In the 15 minutes a primary care doctor typically has with a patient, she's expected to diagnose the current ailment, help manage ongoing health issues and provide preventive care. In this setting, confronting all but the most obvious and immediate mental health needs of patients is an ongoing challenge.
A new study by researchers at the University of Michigan Health System, however, points to an encouraging strategy for improving and sustaining mental health results in chronically depressed patients by providing small amounts of flexible, targeted follow-up care -- without overburdening busy doctors' offices.
The study, published in the September/October issue of Annals of Family Medicine, shows that patients who received interventions that included self-monitoring tools and follow-up phone calls from a care manager were more likely a year and a half later to have symptoms that were in remission and to have fewer reduced-function days than those receiving usual primary care treatment.
"They key is to keep patients engaged in treatment," says Michael Klinkman, M.D., M.S., a professor of family medicine at the University of Michigan Medical School and lead author of the study. "What it's not is telephone therapy. Patients have a human contact, somebody who can help them become more actively involved in their own care. It's hard to do that if you're just spoon feeding information to 'educate' a patient or telling them to go to a website."
With a more traditional approach that depends on a follow-up office visit, it might be months before a primary care doctor learns that his patient's depression is getting worse. And in many cases patients simply don't follow up.
For the study, a care manager worked in collaboration with doctors' practices, rather than on the side or independently, Klinkman says. That helps the family practice office to act as a home base for all of a patient's medical needs. The approach can also serve as a model for treating other types of chronic conditions, he adds.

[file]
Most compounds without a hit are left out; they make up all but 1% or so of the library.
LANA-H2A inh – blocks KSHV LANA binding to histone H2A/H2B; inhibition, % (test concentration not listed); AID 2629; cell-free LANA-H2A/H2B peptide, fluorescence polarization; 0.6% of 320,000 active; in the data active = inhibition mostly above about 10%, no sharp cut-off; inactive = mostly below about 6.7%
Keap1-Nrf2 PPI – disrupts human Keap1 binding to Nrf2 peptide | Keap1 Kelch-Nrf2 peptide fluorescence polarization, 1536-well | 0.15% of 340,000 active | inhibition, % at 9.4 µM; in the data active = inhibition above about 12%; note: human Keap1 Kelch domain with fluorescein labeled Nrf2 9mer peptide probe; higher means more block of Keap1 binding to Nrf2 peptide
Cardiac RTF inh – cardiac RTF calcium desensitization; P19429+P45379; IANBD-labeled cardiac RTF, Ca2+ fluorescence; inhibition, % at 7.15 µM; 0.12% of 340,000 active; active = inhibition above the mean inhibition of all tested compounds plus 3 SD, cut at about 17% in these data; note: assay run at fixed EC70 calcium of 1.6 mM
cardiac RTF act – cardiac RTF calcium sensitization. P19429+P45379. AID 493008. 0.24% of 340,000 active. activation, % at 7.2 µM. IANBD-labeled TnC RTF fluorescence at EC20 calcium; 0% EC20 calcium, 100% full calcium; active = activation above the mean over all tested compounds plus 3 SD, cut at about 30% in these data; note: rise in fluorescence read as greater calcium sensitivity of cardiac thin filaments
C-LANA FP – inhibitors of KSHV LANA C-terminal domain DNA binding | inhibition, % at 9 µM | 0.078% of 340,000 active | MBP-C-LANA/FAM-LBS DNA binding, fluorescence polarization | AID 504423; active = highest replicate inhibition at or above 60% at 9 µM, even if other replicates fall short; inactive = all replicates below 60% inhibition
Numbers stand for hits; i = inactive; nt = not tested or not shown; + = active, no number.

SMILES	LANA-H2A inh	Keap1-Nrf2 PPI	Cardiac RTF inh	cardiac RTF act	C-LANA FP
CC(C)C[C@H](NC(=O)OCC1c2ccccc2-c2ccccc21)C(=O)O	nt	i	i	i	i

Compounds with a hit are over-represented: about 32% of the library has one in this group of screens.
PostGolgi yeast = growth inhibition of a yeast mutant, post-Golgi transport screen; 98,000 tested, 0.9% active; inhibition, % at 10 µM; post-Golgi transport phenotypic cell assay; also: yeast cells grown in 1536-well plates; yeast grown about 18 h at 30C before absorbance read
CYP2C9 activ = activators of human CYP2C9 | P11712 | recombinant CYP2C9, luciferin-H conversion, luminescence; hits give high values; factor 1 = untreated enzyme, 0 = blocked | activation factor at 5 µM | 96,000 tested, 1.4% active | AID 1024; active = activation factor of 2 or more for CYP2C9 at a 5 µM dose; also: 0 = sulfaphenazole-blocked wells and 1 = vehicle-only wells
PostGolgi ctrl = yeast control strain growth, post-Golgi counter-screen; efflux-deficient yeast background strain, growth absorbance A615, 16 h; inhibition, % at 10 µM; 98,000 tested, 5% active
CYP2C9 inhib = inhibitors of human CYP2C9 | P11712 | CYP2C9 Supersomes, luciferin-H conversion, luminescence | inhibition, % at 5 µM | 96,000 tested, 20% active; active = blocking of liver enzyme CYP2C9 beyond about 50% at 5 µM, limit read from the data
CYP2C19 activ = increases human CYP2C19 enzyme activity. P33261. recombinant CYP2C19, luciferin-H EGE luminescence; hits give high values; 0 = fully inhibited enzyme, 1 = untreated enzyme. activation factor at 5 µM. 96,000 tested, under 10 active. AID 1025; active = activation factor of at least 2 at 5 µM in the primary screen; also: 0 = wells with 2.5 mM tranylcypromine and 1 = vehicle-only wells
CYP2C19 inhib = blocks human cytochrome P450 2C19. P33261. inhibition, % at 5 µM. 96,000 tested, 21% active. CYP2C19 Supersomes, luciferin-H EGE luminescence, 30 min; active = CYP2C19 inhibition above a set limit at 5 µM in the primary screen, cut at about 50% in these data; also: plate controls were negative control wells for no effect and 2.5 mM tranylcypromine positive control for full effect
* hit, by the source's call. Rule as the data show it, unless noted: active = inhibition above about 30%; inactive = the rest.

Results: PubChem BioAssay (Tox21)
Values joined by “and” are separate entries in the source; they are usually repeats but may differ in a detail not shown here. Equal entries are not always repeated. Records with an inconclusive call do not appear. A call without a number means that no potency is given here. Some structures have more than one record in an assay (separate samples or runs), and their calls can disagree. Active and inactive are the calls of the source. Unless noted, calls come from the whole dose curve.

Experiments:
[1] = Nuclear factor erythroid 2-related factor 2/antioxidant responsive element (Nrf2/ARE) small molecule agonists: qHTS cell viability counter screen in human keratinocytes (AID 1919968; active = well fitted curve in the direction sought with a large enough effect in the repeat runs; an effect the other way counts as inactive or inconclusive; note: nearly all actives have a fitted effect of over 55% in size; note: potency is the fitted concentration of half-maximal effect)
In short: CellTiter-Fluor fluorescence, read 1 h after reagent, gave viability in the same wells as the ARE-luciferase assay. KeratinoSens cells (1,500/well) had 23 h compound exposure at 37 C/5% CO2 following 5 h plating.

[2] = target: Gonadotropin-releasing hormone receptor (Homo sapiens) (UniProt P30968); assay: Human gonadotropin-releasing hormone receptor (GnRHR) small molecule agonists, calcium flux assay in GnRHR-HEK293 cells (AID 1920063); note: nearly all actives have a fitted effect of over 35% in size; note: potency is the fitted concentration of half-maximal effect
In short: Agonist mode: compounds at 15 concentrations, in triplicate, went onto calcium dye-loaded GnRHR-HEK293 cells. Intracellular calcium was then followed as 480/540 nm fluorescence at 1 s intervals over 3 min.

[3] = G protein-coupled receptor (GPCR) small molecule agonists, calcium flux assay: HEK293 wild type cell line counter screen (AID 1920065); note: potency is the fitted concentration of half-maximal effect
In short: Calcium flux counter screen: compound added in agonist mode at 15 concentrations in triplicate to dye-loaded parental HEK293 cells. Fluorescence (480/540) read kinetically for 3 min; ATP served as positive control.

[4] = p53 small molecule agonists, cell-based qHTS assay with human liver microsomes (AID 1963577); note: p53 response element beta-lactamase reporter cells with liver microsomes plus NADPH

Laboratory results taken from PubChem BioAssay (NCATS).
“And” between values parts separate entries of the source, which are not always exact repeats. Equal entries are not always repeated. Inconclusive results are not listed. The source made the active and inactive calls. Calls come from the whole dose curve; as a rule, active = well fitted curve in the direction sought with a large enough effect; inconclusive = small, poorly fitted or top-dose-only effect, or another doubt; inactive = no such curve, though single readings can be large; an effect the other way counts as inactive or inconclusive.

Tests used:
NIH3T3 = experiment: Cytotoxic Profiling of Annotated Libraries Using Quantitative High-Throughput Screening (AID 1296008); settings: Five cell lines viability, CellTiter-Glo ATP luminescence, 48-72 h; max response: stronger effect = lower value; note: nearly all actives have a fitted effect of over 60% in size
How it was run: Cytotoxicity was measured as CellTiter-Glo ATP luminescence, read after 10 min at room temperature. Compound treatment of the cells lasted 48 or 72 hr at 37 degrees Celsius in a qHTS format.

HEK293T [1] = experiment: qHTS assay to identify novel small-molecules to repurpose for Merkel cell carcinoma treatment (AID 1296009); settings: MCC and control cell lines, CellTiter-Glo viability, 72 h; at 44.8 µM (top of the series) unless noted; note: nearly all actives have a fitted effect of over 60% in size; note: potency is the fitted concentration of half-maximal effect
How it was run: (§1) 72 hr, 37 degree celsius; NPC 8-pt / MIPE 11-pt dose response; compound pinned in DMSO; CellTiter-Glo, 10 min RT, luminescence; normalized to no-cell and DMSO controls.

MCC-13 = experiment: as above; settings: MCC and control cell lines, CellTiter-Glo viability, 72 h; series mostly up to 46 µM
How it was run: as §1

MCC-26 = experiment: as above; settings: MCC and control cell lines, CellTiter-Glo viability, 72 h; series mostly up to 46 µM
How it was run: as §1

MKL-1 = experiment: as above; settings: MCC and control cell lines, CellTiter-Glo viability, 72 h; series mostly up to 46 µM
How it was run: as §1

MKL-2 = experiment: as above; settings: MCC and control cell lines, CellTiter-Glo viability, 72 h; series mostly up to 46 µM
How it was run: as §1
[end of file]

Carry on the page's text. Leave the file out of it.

Many patients have depression alongside other mental health and medical problems, Klinkman notes.
"There are people with chronic issues who have had multiple depressive episodes in the past," he says. "No one wants to study them because it's hard to make them better. But we didn't cherry pick, we took everyone -- and the rate of remission we saw was about double what it has been with usual care. The other thing that is really noteworthy: the results persisted over time."
While some patients did become less engaged when their symptoms started getting better, many got back in touch with their care manager when things started to slip again.
"We helped get people back into care who otherwise might not have returned to treatment," Klinkman says.
Meanwhile, the U-M Depression Center has recently launched a new web-based toolkit for patients and their families, which is also intended to be a resource for primary care physicians.
The site, depressiontoolkit.org, has resources and downloadable tools that can help individuals assess whether they might be suffering from depression, and tips for how to talk with others about depression. Several of the tools developed for the study were integrated into the Depression Center Toolkit.
Methodology: Depression interventions were introduced in five family care practices at the U-M Health System. Clinicians were free to refer none, some or all of their depressed patients. In the analysis, 728 enrollees were compared to 78 control patients receiving usual care. At the end of 18 months, 49.2 percent of 120 enrollees who completed 18-month assessments were in remission, compared to 27.3 percent of 66 people in the usual-care control group.
Additional U-M authors: Sabrina Bauroth, M.S.W.; Stacey Fedewa, M.P.H.; Kevin Kerber, M.D.; Julie Kuebler, C.N.P.; Tanya Adman, M.S.W.; Ananda Sen, Ph.D.
Funding: The project was supported by grants from the Robert Wood Johnson Foundation.
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